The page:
Though the explorer Hiram Bingham III rediscovered the supposed Lost City in 1911, amongst Andean locals it was never really lost. Fortunately, unlike many other Incan sites, Machu Picchu escaped discovery by the invading Spanish Conquistadors.

View from one of the windows at the Temple of the Three Windows, Machu Picchu.

Looking out one the windows from the Temple of the Three Windows.

 

Walking amongst the stonework of the staggering ruins is every bit as awesome as seeing it from afar. From the Stairway of Fountains to the Temples and Plazas within the complex, the mind boggles at the lives of the Incans, their precise engineering and fascinating culture.

 

Machu Picchu

Classic Machu Picchu. If you tilt your head to the right you should be able to make out the face that the mountains behind make and the big nose that is Huayna Picchu.

The infamous peak that stands behind the ruins and creates the rather large nose when the classical picture is turned on its side, is called Huayna Picchu or Young mountain. In order to climb this steep peak to the ancient sight that sits atop it, which was once its own community separate from Machu Picchu, one must book in advance as numbers are limited to 400 people per day. Fortunately we had booked ahead of time and though it felt a little ambitious at the conclusion of our two weeks, balancing on a rock as we sat at the top of the cliff, absorbing this supernatural place with Machu Picchu way below us and the mountains beyond made the extra effort worthwhile.

Victoria standing at the top of Huayna Picchu

High up on Huayna Picchu.

Having made it all this way, it seemed that seeing the ruins once might not be enough, especially if we encountered bad weather on the first day, so we stayed overnight in the nearby town of Aguas Calientes and returned the following day at dawn. We were really glad we did as it simply allowed us to soak up the power of the place a bit more and heck, why not add in another mountain to climb – Machu Picchu mountain – whilst we were at it?!

With only another month in Mexico before we hit the road again for more adventures, we are soaking up beachside living, friends and farmers markets before the temperature dial gets turned down again.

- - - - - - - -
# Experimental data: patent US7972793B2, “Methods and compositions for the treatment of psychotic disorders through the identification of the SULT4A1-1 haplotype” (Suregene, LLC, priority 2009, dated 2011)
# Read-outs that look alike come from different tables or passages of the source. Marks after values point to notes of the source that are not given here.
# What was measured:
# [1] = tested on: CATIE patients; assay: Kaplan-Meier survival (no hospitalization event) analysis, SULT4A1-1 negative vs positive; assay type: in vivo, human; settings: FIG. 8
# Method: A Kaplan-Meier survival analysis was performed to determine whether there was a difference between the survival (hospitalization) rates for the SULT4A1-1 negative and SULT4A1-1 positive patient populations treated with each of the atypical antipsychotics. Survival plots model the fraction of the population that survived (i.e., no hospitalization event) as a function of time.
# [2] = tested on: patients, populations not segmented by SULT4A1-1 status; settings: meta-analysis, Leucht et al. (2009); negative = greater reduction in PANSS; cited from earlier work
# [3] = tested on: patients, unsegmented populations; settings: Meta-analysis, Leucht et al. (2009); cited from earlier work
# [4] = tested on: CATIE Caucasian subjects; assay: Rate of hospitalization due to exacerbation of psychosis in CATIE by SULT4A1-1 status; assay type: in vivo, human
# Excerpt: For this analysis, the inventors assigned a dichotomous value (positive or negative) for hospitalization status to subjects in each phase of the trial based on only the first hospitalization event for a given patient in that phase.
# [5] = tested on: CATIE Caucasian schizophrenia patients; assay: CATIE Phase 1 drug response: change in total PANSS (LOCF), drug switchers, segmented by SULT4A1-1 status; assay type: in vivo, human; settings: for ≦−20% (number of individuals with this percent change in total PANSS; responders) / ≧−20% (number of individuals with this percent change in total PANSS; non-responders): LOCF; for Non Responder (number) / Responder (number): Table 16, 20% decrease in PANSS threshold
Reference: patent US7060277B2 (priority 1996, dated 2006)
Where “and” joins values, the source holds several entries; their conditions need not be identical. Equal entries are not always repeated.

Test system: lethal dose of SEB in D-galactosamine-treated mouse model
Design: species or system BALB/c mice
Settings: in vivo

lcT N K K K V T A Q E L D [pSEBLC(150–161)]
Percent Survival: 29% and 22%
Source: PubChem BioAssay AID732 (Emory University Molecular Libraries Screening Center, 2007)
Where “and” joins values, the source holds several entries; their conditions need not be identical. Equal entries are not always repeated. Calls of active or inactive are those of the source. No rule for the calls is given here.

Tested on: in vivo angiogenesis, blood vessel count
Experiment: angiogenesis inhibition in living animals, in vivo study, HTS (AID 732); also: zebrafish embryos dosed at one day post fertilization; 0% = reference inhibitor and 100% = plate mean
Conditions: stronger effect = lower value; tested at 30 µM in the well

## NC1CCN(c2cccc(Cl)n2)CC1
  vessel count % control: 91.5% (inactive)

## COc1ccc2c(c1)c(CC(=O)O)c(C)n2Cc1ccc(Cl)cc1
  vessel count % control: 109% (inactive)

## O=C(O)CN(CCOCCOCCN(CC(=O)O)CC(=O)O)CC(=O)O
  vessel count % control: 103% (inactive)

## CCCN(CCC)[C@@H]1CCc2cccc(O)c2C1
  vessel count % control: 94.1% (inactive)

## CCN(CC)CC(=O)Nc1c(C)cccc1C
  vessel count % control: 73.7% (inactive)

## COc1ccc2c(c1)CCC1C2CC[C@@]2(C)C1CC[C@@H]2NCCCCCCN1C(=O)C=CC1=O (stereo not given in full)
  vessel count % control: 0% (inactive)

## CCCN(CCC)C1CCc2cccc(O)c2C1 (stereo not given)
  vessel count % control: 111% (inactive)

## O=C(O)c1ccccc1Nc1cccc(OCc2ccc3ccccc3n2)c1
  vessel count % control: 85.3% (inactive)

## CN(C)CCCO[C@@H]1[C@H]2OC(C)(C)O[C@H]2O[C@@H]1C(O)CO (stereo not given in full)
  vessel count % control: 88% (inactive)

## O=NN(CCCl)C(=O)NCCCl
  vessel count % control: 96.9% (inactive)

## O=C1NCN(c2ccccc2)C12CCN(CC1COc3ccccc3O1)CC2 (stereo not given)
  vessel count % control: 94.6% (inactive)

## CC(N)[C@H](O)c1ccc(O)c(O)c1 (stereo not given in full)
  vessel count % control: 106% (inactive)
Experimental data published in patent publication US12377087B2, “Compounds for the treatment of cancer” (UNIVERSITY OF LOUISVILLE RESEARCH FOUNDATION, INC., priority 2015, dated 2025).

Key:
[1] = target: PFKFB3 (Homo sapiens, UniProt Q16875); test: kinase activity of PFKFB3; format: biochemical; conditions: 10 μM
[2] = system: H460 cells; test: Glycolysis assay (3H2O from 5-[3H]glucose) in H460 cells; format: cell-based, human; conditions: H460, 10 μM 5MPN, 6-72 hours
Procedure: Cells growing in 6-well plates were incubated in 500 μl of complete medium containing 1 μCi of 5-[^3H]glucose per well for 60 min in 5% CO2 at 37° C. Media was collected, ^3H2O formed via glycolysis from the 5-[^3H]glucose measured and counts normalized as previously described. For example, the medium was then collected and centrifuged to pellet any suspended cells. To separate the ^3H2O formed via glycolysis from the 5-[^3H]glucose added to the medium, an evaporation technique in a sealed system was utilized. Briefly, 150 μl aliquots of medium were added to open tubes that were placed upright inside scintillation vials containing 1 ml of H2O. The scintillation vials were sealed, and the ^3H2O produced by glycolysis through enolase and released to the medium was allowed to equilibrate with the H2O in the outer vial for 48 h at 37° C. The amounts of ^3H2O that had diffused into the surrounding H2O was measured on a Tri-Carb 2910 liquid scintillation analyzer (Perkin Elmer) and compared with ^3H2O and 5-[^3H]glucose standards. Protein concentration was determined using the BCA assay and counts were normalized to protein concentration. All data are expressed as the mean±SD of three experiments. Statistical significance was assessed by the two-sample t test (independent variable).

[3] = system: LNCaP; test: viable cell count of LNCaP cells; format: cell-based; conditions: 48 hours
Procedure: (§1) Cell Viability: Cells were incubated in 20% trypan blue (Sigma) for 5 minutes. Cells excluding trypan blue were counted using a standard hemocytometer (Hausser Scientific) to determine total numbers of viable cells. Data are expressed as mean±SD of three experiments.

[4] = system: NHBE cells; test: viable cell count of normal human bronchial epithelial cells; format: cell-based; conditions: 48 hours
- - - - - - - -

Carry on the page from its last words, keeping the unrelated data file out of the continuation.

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8 thoughts on “Mist Serious Machu Picchu

  1. kaceytorres says:

    The picture of Machu Picchu with the mists and the clouds is absolutely amazing! My husband and I are traveling there in July and I’ve been looking at pictures and blog posts and felt like I had seen all the pictures/angles/views, but you managed to capture such a unique view. Amazing.

  2. Rod Francis says:

    I really want to hear that conversation when the non-photographer guide starts telling Michael where to take the best shot. Classic! Another great blog Vic. X

    • Oh Rod! It was rather amusing as an onlooker, though I had to run away to laugh in the bushes alone as I don’t think it would have been appreciated at that point in time ;). In the last hour of guiding us at Machu Picchu, after Michael interrupted her for the third time and requested a different tour than the one she was providing, she did claim that we had given her ‘her first bad guiding experience.’ YIKES! Let it be said that Michael was actually incredibly patient with her.

  3. adartnell says:

    I don’t envy any guide who has to keep up with the two of you!

  4. Aunt Val says:

    Stunning pictures and delightful descriptions. You two would rival mountain goats with your ability and agility over the mountain trails! It certainly sounded like one of the great pilgrimages and very spiritual. Pity about the guide. I don’t know who to feel most sorry for, the tourists or the guide dealing with a frustrated photographer! Would have loved to have been behind your bush with you enjoying eavesdropping and having a good chuckle.